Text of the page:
Here was a highlight of Royal Ballet’s current Swan Lake season, a guest slot for Evgenia Obraztsova, a dancer I so nearly didn’t see as I was due to attend a show where she has cancelled due to a scheduling conflict. (For that show though what a “ringer” to be brought in: Iana Salenko!)
Expectations were high and Obraztsova did not disappoint. Her mime was clear and finely given, the story eminently traceable, clarity of intention and meaning conveyed perfectly*. A distinct success. Here was a swan princess thoroughbred and fully aware of her lineage and heritage, achieving the paradox of being both regal and vulnerable. Yes, there were a few wobbles (of which more below) but forgiven because erased by her artistry. One saw for example, the illusion of wings, and felt the spell of their ethereal design (this same, a legacy of her Vaganova schooling?). In her dance her Swan Princess was everything one hoped for: coy, almost unobtainable and vulnerable. The overall tone of an effortless legato, freely flowing from wonderful transparency of phrasing.
Her acting as Odette was heartfelt. Emotions were finely drawn. The narrative arc of this most tenuously believable fairytale a success as a result. The fairytale itself convinces only by Odette’s interaction with Siegfried on the one hand (we must believe in their love) and on the other hand, from the dual role of Odette and Odile (we must be impressed by both) and mostly I was convinced: This was truly a serene child of the Lake, but her Odile less secure.
In perfect opposition to Osipova’s performance Act III threatened to dissolve rather than strengthen this spell of enchantment. There were a few loose moments: a jump or two with a less than perfect landing, a bit of a wobble out of the thirty two fouettes, and in some pirouettes it seemed she was a tad lopsided (our Odile perhaps a little tired or even nervous?) and yet she was deliciously sensual, perhaps the most out of all the swans in this run I have seen so far. The effect was to put in jeopardy the security of drama and dance we had witnessed in Act II.
Happily, McRae rescued any notion of bad feeling in that act with some delightful turns, this human dynamo causing the gentleman next to me to chortle in delight and exhale in admiration. McRae himself is a svelte Siegfried, his body speaking with great clarity, and for me denoting juvenility as opposed to Golding’s more “jock” kind of prince. That said, he gave lovely grand jetes (and those tours!) and the small accompaniment to the Waltz in Act I became a description of grace and refinement, where Golding held it more to be almost a message and marker of virility. In McRae’s Siegfried, another angle and I was grateful for it.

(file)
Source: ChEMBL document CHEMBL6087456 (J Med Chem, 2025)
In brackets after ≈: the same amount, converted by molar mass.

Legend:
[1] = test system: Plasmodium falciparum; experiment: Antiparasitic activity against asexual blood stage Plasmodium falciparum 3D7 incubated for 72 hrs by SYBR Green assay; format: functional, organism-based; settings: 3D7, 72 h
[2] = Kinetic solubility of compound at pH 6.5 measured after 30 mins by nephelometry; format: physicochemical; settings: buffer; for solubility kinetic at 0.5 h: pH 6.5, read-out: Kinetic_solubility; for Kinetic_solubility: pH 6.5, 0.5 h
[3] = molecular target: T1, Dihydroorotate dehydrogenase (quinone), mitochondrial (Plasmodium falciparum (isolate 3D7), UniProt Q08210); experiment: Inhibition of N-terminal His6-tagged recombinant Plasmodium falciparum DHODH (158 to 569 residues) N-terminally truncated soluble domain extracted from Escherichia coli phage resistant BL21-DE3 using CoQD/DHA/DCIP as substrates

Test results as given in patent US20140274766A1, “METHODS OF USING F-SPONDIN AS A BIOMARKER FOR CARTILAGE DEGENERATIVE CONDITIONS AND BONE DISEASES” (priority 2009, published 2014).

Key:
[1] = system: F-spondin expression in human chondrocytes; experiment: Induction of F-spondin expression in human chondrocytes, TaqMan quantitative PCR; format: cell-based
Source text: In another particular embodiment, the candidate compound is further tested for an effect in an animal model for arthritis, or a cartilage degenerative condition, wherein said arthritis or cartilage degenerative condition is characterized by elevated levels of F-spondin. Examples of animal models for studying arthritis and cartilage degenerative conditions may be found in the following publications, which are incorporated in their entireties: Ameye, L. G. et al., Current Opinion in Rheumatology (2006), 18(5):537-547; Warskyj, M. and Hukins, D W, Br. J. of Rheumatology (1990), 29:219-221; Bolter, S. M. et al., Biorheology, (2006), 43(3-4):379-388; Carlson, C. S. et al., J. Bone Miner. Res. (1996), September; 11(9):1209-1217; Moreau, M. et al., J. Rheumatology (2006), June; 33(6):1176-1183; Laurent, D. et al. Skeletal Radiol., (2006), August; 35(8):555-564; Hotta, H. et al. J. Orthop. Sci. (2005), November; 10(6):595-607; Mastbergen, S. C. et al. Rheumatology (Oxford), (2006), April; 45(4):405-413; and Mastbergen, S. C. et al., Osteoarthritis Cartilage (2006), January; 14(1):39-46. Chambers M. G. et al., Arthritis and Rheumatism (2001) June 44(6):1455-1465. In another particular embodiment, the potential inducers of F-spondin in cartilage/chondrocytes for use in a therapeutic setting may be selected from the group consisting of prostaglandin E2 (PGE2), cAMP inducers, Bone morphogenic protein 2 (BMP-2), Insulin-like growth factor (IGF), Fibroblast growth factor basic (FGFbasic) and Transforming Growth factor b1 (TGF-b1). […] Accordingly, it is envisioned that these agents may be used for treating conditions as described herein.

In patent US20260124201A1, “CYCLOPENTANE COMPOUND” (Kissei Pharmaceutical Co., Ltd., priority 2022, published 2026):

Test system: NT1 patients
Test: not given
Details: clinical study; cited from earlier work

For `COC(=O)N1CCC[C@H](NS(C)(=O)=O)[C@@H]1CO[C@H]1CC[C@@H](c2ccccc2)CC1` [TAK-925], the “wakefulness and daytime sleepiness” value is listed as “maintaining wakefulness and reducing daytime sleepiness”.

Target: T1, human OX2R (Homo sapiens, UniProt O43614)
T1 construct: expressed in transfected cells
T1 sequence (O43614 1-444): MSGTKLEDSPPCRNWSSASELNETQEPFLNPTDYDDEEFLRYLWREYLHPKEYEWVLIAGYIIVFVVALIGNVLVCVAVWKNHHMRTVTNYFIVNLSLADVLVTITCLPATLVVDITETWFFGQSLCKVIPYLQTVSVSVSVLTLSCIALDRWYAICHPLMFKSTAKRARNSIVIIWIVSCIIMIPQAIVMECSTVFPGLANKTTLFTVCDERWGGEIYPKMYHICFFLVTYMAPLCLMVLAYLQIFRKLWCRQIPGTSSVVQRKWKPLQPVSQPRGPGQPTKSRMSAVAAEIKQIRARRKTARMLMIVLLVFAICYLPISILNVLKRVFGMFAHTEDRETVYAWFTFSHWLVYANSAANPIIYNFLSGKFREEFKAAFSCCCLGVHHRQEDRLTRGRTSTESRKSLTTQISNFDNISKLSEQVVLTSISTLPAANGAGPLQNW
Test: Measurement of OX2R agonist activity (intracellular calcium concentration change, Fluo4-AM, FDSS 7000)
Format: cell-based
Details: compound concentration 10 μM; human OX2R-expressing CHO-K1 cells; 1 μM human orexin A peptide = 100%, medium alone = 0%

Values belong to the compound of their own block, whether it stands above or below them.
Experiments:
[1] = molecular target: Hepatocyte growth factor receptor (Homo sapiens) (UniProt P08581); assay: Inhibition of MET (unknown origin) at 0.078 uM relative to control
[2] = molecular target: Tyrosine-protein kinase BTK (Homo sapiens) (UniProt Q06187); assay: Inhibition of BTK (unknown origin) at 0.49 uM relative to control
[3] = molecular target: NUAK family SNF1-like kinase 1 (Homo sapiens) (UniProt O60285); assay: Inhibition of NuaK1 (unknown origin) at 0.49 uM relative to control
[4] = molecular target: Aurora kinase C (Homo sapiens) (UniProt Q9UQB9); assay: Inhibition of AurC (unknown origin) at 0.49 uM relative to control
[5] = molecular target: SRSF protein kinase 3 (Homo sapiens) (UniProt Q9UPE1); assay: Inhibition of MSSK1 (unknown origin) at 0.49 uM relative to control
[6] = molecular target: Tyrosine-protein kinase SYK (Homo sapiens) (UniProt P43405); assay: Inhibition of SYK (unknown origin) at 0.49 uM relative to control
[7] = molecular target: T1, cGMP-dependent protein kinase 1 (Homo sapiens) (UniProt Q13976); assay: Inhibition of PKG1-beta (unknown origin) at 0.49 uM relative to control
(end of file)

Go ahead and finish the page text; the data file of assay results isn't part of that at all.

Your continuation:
And from Siegfried’s strength, to Obraztsova’s: Act IV had to redeem or erase any concerns from Act III’s little wobbles and did so. Once more that effortless lyrical phrasing from both, both finding the deeper message of the music and showing it to us, and once more excellent acting. In this they were aided by Boris Gruzin, who did a fine job of giving both (but especially Obraztsova) the slower tempi they seemed to favour.
Indeed, as a partnership, the pair worked well. I would love to see them again and to judge after another viewing as to how successfully they work together. They certainly have a rapport. Odette’s parting from Siegfried in Act IV was well done indeed: one felt the tension and, the pain of separation, and the pas de deux from that same act very beautiful, the lifts which punctuate it were wonderful in their “slow motion” quality. This illusion of time arrested by grace was perfect, and rightly fitting. Sublime.
Add to the mix a wonderfully drilled corps, and Act IV did all it had to. Excellence from all.
From my position in Stalls Circle Standing though, flaws in the production were unignorable or rather, came more sharply into view.
Act I looked even more than normal to be taking place in a blender, the messy costumes, and dangly bits, ribbons and lots of Running Around, especially around that infernal wobbly maypole threatening to make me a bit dizzy. It looks like a hurricane in a haberdashers. I would still prefer crispness here, something rather more courtly than muzhik. Perhaps Scarlett will be the one to give us this for a new Swan Lake?
To mention others: The Spanish Dance was noteworthy for for the wonderfully sultry looks from Itziar Mendizabal, a perfect fit for the music. Marcelino Sambé impressed wherever he appeared, all smiles and strong in his jumps, but the Act I pas de trois was not my favourite from those I have seen.
A big swan stood out as delightful and my programme informed me it was Claire Calvert, which is why she is soloist!
Bennett Gartside‘s von Rothbart was a little less boisterous than Avis’, yet even compared to his, the character was excellently judged: more Fu Manchu than Avis’ gloriously Kung Fu toned gestures – not a sleight, for his Rothbart is amazing.
I found myself appreciating Paul Kay‘s Neopolitan all over again, and look forward to seeing him in more.
In summary: a lovely Odette and a streamlined Siegfried went on to create real magic. I may have to find a day ticket somehow to go again!
Obraztsova’s Odette archingly erotic with limbs dissolving in ecstasy, but Odile faltered technically – let’s have another go. #ROHSwanLake
— Attila (@attilalondon) March 17, 2015
Obraztsova entirely lovely in act 4. Beautiful end to #Rohswanlake
— Fedja Hadrovich (@Hadrovich) March 16, 2015
— Steven McRae (@_stevenmcrae) March 16, 2015
*A poster on a ballet forum (post 112) has written the gem of a point that Obraztsova mimed the “wedding ring gesture” she did so according to the Russian tradition, where the ring is worn on the right hand! Delightful observation. Sim’s whole review is excellent, and says everything I could, and more.